Statement by Prince Sadruddin Aga Khan, United Nations High Commissioner for Refugees, to the 47th Session of the United Nations Economic and Social Council (ECOSOC), 28 July 1969
Thank you very much Mr. President.
Mr. President at the time when men are walking on the moon, when the Economic and Social Council is discussing such lofty questions as the second development decade, the revision of old principles applying to education, it may seem out of place and indeed almost trivial to discuss the problems of refugees who after all represent a fairly small proportion of the world population. Nonetheless, Mr. Chairman, I would feel that their continuous existence is ample proof that men have failed to live in harmony with each other and the fact that we should all live on this very small planet has not prevented the creation of many....of refugees who are in need of assistance and protection and of hope. In many ways it would seem to prove that although we are all living on this small planet, in more ways than one we do not yet all seem to be contemporaries.
What is encouraging Mr. Chairman is the fact that this Office, the Office of the High Commissioner for Refugees, one of the smallest if not the smallest of the United Nations system and we are proud to be, has been able to do something about this problem which has been not only a source of satisfaction and encouragement to us Mr. President but also which is more important to the refugees themselves and also to the Governments since the Governments chose at the last session of the General Assembly to grant us their unanimous support by acclamation. The basic aims and intentions of UNHCR remain unchanged. We seek permanent solutions to refugee problems that come within our mandate. We try to help refugees to cease being refugees. The report which is before you Mr. President gives details about where and how this has been done. I would therefore choose to limit myself to the main factors and developments since the last Session.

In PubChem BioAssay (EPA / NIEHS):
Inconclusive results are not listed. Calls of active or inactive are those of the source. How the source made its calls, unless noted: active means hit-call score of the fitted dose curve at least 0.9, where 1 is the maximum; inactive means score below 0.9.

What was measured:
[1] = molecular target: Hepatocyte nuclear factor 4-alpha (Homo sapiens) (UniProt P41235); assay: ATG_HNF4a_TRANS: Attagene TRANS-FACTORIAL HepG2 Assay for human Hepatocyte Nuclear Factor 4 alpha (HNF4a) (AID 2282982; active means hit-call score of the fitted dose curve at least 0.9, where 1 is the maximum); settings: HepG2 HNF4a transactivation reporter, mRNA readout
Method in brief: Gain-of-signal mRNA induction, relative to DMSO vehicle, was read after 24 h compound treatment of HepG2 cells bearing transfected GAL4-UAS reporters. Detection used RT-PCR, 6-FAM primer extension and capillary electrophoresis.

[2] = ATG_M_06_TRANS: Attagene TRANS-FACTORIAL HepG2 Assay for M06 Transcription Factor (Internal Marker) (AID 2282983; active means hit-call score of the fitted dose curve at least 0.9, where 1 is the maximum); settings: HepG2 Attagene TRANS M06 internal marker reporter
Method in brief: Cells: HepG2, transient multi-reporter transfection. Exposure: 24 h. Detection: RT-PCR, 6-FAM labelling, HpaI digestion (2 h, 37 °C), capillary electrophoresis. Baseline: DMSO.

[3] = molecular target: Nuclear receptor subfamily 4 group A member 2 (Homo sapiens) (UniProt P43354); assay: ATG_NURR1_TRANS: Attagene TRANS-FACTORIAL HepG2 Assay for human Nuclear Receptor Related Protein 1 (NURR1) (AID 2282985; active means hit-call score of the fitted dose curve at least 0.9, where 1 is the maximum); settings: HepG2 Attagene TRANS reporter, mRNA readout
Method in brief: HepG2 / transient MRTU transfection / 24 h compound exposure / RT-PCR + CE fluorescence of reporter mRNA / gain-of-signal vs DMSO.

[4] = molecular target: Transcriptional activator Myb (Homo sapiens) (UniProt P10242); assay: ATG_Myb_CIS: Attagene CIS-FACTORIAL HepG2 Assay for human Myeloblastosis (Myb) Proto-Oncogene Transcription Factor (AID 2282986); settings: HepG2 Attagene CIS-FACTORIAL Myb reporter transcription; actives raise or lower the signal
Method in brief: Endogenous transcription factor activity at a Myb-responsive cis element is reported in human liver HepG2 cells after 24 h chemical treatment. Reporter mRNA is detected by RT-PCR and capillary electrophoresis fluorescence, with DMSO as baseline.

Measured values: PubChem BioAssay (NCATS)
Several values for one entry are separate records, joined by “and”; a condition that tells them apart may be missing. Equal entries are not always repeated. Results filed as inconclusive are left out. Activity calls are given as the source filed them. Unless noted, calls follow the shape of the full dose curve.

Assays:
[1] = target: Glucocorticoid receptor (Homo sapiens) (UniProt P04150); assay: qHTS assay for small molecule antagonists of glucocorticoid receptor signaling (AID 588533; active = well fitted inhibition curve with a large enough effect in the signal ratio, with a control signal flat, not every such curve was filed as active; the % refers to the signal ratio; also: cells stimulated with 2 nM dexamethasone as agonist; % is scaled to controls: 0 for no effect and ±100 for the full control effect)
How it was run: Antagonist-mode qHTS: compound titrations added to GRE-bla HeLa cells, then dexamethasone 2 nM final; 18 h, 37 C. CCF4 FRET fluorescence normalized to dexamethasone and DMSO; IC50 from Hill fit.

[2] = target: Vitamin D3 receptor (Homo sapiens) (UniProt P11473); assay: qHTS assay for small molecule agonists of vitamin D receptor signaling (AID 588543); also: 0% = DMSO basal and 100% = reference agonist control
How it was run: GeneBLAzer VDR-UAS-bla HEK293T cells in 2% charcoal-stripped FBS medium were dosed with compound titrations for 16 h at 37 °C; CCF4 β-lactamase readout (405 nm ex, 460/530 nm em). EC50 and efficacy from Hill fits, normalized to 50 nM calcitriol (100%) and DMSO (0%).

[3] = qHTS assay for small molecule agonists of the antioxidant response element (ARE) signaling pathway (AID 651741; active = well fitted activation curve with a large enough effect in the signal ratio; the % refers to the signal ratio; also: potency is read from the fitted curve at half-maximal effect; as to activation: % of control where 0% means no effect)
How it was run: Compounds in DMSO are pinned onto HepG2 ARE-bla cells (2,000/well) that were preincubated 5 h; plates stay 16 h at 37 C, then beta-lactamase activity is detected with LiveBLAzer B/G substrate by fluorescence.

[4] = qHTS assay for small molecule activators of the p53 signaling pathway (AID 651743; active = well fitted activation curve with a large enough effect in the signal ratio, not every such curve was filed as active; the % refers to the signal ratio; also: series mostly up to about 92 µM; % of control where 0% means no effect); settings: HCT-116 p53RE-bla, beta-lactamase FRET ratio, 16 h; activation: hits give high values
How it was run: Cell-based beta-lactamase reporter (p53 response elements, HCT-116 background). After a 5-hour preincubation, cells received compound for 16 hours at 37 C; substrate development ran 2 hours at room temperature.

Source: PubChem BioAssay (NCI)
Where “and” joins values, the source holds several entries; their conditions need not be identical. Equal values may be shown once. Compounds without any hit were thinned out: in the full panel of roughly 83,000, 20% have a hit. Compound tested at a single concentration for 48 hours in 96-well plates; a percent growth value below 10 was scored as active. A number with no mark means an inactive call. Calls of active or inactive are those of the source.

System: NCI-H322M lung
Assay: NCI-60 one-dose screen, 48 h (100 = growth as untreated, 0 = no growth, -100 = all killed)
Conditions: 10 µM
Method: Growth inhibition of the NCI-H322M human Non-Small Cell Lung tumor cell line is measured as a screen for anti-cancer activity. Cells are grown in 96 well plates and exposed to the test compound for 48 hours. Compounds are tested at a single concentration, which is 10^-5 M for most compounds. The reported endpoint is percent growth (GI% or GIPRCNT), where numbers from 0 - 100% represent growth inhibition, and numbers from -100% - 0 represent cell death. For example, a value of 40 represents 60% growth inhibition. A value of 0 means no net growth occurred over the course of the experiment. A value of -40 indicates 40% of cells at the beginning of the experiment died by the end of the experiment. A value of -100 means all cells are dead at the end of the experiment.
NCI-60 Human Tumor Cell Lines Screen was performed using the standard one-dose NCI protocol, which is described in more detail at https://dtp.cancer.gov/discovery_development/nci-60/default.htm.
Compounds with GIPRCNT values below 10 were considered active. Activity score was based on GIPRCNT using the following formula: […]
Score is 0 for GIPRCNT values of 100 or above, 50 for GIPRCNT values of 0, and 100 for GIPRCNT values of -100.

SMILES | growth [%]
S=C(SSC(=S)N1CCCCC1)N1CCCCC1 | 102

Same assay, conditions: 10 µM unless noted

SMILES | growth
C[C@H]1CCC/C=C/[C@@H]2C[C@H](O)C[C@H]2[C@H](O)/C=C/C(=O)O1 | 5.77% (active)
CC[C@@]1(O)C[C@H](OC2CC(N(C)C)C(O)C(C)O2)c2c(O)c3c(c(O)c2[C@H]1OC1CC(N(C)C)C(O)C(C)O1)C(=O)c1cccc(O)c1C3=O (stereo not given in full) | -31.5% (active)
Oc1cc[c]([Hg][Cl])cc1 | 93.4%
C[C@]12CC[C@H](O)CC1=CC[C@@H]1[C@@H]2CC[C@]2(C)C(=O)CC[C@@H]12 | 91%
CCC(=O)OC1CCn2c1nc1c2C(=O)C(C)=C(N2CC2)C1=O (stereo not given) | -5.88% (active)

After what I hope was a brief flare-up in Europe we feel that the situation in this part of the world is again becoming stabilized. The role of UNHCR in this particular situation was not so much to provide funds as European Governments faced this new situation with generosity and also a great many of the up-rooted people were able to move overseas very quickly. We were called upon here mostly to provide expertise through our representations in the countries concerned and our aim in a strictly humanitarian and non-political spirit was to promote and encourage repatriation but if this could not be done then to help the people move as quickly as possible to avoid any stagnation which would have been against the interests of all concerned.